Observations of a Staff Meeting

Day #18  #SOL17    slice-of-life_individual

Some Background:

Our district has had a committee working for two years on an English Language Arts adoption for the district.  I’ve noticed with these adoptions that it’s difficult to get concensus when dealing with K-12 curriculum.  Our K-5 elementary building has embraced a balanced literacy approach and use the Daily 5 Cafe philosophy.  Some staff members are worried that this approach is being threatened by a district adoption.  Recommendations are being made and the timeline to choose your resource  for the next 10 years is upon us.

The Assignment:

In our building, each grade level must get together, decide what resources you need to best support your students and present your thinking at the next staff meeting. Great idea in principal.  The staff meeting that followed was… in a word…. unexpected.

The Crazy Clash:

Maybe I should have expected it knowing that our staff is very passionate about teaching all subjects, but especially literacy.  It started with the 2nd grade team chomping at the bit and asking to be the first to present.  They barely started, when a Kindergarten teacher, that has worked very hard on this committee, interrupted, disagreed, shook her head, threatened to email head of the committee. I mean… whoa, what just happened?  I won’t bore you with the rest of this meeting, but let’s just say that when I left, I was shaking and upset.  I wasn’t the only one.

Civil Discourse:

As I’m thinking about this very uncharacteristic staff meeting, I’m reminded that we, as a nation, have forgotten how to have a civil discourse. We try to teach our children to respectfully disagree. But do we model this? What are they observing?  I shouldn’t leave a staff meeting upset and shaking.  I shouldn’t be feeling threatened by ideology and opinions in our country.

Kenneth J. Gergen describes civil discourse as “the language of dispassionate objectivity”, and suggests that it requires respect of the other participants, such as the reader. It neither diminishes the other’s moral worth, nor questions their good judgment; it avoids hostility, direct antagonism, or excessive persuasion; it requires modesty and an appreciation for the other participant’s experiences.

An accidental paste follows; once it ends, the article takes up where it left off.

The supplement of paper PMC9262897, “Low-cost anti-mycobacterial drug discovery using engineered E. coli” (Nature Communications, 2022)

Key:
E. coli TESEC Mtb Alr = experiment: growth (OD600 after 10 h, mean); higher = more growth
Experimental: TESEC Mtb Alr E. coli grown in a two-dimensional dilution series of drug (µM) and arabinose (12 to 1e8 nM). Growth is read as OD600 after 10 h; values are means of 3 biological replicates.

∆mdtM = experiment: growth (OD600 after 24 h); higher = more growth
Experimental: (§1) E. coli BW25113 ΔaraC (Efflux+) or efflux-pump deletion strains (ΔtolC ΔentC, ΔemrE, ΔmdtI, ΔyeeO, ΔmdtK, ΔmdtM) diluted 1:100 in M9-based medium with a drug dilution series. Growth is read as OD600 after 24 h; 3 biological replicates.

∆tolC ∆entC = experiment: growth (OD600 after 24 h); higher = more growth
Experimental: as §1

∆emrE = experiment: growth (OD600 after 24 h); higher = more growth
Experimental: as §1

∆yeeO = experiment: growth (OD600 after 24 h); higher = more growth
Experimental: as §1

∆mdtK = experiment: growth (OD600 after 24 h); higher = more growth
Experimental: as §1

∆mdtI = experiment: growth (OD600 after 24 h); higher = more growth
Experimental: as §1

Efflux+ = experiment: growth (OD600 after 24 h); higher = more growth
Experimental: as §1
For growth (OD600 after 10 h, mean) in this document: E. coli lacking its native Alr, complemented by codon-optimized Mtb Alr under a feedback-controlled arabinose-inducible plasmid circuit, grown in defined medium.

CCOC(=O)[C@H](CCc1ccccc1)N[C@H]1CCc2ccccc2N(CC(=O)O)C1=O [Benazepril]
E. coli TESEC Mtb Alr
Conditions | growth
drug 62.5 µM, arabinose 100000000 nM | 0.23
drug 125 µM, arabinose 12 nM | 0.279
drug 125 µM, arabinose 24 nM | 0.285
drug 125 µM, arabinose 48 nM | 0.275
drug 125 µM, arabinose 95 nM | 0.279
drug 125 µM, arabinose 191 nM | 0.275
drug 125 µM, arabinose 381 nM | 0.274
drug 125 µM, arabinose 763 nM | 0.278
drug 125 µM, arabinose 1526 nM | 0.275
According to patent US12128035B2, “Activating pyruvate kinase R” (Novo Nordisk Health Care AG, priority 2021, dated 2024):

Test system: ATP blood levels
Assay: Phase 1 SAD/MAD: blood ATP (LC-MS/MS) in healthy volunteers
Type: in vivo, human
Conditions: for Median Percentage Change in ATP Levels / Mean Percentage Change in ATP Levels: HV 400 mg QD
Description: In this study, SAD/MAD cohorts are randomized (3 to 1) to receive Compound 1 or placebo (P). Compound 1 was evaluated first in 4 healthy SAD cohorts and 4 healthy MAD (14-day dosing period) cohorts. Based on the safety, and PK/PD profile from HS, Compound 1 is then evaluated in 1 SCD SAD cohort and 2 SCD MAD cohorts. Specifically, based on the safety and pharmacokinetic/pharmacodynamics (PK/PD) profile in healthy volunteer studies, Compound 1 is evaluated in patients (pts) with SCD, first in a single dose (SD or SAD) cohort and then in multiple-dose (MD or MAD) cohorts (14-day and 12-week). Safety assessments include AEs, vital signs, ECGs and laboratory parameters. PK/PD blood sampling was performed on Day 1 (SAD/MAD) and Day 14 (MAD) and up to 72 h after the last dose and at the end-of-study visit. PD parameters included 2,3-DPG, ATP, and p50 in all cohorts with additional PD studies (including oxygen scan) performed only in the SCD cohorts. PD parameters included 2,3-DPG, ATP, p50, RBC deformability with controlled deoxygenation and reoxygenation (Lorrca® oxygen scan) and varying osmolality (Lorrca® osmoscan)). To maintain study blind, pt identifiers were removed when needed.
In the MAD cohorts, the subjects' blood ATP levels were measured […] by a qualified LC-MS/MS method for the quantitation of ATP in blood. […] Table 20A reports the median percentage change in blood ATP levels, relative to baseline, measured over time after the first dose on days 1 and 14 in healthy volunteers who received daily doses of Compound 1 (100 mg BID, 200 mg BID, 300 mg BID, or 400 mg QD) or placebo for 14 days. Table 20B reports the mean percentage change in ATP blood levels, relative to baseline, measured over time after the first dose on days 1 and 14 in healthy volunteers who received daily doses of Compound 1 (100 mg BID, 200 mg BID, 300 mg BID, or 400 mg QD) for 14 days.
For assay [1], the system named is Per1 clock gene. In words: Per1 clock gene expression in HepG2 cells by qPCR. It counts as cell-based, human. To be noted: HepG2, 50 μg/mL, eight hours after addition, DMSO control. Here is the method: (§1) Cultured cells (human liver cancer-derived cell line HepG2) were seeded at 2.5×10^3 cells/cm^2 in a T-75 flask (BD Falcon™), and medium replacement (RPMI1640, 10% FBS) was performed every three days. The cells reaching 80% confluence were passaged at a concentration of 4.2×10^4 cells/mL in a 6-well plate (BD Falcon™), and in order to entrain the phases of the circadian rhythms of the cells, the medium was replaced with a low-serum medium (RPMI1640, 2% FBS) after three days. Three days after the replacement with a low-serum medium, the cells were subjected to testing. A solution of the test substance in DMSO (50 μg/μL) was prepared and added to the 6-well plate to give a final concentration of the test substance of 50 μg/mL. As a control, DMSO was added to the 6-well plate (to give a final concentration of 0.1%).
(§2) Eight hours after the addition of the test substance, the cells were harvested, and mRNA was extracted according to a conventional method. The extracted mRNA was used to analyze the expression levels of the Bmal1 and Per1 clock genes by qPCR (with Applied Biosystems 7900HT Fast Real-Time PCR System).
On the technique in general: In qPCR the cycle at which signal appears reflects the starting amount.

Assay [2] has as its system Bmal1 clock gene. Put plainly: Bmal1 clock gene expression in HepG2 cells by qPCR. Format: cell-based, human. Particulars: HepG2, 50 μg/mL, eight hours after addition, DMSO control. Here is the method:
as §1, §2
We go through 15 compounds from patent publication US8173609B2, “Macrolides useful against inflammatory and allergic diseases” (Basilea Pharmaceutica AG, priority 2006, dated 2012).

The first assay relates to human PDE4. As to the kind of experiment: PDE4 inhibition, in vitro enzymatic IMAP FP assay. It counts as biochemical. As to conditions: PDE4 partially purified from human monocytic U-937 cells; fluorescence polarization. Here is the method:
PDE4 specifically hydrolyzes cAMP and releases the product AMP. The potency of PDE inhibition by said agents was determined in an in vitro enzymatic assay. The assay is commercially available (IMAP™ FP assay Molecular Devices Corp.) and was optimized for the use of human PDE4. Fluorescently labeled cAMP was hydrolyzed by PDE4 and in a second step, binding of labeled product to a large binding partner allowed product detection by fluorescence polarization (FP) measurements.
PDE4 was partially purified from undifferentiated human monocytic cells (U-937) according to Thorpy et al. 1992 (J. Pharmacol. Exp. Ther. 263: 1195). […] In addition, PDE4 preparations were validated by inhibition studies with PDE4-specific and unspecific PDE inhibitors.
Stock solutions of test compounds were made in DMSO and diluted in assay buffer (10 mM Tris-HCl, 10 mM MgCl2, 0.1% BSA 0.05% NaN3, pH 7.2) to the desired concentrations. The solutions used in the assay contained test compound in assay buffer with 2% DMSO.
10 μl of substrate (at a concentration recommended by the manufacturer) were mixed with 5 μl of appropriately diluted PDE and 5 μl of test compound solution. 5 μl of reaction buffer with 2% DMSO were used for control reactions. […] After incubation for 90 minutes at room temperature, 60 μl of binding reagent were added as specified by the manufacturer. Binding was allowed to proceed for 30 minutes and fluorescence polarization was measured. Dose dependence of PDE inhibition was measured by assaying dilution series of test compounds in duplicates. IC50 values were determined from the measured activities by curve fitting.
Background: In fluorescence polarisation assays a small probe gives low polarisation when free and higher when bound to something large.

I typically try to keep my posts on the shorter side and more light hearted, however, apparently I really needed to write about this today.  Thank you for reading.

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18 thoughts on “Observations of a Staff Meeting

  1. You make such an important point here, and I for one am glad you wrote about this topic. The art and practice of Civil Discourse seems to have been lost recently. And who is modeling it for our kids if teachers can’t do it? I love the Kenneth Gergen definition at the end…something we all ought to strive to achieve as professionals. Thanks so much for a well-written and thoughtful piece (loved the structure).

    Liked by 1 person

  2. My husband and I noticed that after we have watched a segment on one of the 24-hour news channels, we are testy with each other. The solution for us is to stop watching talking heads yelling at the camera! I agree that civil discourse seems to be a lost art these days. As individuals and good citizens we can lead by example. We can’t change the narrative until we become part of it. I’m so sorry that your meeting devolved into a clash that left you shaking. I hope that writing about it helped.